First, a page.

It looks as if the category of Zariski sheaves wants to be what some people call the (big) Zariski topos, but due to size considerations, it’s hard for me to see it as a Grothendieck topos. Actually, the nLab seems just a bit waffly on this: in the article Zariski site, the idea section refers to sheaves on a class-sized site $CRing^{op}$, and the definition section starts with this site, but then reverts to the small site of finitely presented rings with the inherited topology. I’ve seen people use one or the other, and I’ve never been too clear on the relationship between the sheaf categories or why people routinely invoke the class-sized site. (I see John Baez and Mike Shulman had similar concerns in 2009, and I didn’t see the issues truly clarified in that discussion.)
Demazure-Gabriel (i.e., their Introduction to Algebraic Geometry and Algebraic Groups), to which the nLab refers, do this: they assume two fixed universes $V$ and $U$, with $\mathbb{N} \in U \in V$, calling members of $U$ “small sets”. (One might suppose they mean that $V$ (with its membership relation) is assumed to satisfy ZFC, as does $U$ with the inherited membership relation, but they don’t actually say.) Then they call a small commutative ring with identity a “model”, and denote the category of models by $M$, which will be the supporting site for things like the Zariski topology. In other words, they will consider presheaves and sheaves on $M^{op}$, where presheaf means a functor $M \to Set$ to the category of sets (that live as elements in $V$).
They wave their hands a bit, essentially saying they don’t really need universes. Since they want $[M, Set]$ to be locally small, they don’t want $M$ to be “too large”. On the other hand, they want to be able to freely apply a whole bunch of commutative algebra constructions to models: residue class fields, rings of fractions, completions… They say it would be enough to assume that for any model $R$, every model with cardinality less than or equal to $Card(R)^\mathbb{N}$ is also a model (notice that finitely presented rings will not suit that purpose!), but justify the approach they do take by saying that many mathematicians “are accustomed to universes by now”, and also that they would like to use freely direct limits in their category of models.
Anyway, it looks like some of this could use some sorting out.
Yes, there are some set-theoretic issues at play.
Let me try asking a concrete question: is there a small Zariski site such that schemes are recognized as a full subcategory of locally affine Zariski sheaves?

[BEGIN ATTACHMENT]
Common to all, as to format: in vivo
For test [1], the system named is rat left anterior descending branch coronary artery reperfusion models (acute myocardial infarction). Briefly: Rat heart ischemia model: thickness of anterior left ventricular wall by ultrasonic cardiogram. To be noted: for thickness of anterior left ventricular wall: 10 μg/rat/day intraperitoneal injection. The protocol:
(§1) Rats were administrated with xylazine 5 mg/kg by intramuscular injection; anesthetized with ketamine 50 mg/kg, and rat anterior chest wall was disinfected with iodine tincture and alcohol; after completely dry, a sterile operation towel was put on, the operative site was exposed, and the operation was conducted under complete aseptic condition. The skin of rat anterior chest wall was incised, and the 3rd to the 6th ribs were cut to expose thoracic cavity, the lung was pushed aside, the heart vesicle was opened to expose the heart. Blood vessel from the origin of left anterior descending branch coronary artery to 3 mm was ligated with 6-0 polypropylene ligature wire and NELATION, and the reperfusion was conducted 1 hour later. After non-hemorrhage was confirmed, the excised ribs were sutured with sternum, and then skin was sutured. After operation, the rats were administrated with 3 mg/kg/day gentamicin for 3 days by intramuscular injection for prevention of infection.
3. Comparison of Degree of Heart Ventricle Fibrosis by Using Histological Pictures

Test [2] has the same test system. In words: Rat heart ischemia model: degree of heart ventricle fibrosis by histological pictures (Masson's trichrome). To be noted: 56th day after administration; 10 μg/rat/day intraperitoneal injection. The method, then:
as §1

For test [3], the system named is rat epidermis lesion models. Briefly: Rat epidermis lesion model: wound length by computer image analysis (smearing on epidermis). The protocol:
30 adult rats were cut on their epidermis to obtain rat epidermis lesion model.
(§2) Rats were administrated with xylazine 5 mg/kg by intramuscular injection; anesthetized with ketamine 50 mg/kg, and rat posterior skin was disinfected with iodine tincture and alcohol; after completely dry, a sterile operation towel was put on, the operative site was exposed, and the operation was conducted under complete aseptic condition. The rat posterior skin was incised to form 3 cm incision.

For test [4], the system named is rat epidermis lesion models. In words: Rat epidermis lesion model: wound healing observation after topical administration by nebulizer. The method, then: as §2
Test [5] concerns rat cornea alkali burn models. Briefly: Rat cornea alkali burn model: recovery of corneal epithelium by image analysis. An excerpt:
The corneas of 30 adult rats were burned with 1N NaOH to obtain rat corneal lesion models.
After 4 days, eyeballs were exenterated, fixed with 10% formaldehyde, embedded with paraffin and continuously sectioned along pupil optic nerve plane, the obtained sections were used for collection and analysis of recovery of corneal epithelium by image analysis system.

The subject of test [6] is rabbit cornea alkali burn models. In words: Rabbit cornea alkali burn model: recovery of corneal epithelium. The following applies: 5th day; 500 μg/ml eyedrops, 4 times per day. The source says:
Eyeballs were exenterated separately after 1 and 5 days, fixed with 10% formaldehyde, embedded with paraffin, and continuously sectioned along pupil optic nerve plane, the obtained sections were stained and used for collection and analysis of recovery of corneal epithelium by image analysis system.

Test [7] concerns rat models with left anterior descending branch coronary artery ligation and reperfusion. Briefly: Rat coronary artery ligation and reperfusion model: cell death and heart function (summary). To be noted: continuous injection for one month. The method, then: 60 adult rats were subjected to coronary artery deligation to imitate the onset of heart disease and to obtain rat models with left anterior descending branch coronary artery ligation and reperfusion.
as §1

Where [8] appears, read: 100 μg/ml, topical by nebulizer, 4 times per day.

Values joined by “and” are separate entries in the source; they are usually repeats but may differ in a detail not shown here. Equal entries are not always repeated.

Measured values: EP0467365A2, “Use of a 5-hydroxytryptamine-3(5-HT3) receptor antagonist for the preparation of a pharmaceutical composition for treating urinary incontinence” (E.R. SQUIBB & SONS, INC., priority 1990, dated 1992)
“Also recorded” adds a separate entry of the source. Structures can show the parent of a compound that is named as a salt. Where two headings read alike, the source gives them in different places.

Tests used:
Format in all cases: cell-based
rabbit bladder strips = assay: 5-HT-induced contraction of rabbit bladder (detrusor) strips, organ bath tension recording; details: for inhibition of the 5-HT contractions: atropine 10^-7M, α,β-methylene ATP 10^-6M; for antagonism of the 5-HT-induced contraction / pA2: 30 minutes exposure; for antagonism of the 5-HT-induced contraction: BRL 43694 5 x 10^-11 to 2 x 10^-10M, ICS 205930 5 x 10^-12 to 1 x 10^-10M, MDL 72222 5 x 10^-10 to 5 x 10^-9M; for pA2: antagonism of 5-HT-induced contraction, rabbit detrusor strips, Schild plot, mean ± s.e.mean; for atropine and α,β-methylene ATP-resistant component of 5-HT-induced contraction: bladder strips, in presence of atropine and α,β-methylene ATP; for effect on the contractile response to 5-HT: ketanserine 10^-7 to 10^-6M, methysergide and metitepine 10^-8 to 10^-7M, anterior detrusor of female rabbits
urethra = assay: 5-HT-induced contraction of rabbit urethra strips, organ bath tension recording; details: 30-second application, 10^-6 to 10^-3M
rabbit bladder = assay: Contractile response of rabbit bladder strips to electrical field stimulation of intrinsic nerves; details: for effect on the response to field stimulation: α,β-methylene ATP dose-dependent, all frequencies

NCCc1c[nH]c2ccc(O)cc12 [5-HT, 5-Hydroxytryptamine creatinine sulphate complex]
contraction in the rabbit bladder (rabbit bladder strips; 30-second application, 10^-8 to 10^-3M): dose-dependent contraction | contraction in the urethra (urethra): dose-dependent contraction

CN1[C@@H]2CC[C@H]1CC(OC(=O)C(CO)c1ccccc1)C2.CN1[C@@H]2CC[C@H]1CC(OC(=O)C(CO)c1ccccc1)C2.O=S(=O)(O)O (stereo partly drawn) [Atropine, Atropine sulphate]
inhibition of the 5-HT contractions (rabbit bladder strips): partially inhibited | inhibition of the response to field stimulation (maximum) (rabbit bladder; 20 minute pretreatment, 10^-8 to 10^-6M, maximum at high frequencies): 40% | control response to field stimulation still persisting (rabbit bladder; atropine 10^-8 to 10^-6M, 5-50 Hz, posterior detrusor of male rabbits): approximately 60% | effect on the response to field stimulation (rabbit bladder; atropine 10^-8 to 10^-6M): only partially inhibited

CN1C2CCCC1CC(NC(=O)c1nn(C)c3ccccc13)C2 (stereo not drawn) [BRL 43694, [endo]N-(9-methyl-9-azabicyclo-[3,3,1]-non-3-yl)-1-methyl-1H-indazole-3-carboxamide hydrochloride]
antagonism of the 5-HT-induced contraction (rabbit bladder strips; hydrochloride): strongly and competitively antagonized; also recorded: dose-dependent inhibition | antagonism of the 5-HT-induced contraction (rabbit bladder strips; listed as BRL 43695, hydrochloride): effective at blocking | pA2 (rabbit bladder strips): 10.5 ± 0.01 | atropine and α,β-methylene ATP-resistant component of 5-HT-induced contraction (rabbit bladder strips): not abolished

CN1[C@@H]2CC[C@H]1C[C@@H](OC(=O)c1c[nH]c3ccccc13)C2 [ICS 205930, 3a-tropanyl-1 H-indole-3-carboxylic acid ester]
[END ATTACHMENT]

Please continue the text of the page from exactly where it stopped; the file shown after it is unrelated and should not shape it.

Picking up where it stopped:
Looking at what Demazure-Gabriel say, the answer seems to be a tentative ’yes’, but it’s somewhat hard for me to be sure.
Edit. The argument below is not quite correct…
No, there is no such a site. Suppose $M$ is a small full subcategory of $CRing$ such that the Yoneda representation ${CRing}^{op} \to [M, Set]$ is fully faithful. Since $M$ is small and $CRing$ is complete, we get a left adjoint, making ${CRing}^{op}$ a reflective subcategory of $[M, Set]$. But then ${CRing}^{op}$ would be an l.f.p. category, and we know that is impossible because $CRing$ itself is l.f.p. but not a preorder category.
Thanks very much, Zhen: that’s of course a very convincing argument.
In particular, sheaves on the large Zariski site cannot possibly form a Grothendieck topos. So what sort of category do they form? Cartesian closure, for instance, looks highly doubtful to me. How about exactness properties? Do they form an infinitary extensive pretopos? (Perhaps this is easy; I haven’t thought hard about it.)
Edit: A more general question is this. Suppose that $E$ is a infinitary extensive pretopos, and that $F \to E$ is a full embedding with a left exact left adjoint. Is it true that $F$ is an infinitary extensive pretopos?
Oops, what I said there was not quite correct: ${CRing}^{op}$ has to be accessibly embedded in order to get a contradiction. But in any case the point is that to get a small Zariski site we would have to find a small codense subcategory of $CRing$, which seems like an odd thing to have. I still think that the category of all schemes does not embed into the category of sheaves on any small Zariski site.
As for reflective subcategories of infinitary-pretoposes: while it is true that $[CRing, Set]$ is always an infinitary-pretopos, it’s not obvious whether or not Zariski sheaves form a reflective subcategory! (See, for instance, [Waterhouse, 1975].) But in fact they do, because of the following fact: for each commutative ring $A$, the class of Zariski-covering sieves on $Spec A$ (partially ordered by inclusion) has a small coinitial cofiltered family. So the colimit (which is indexed over the opposite of the class of Zariski-covering sieves) in the Grothendieck plus construction exists and preserves finite limits.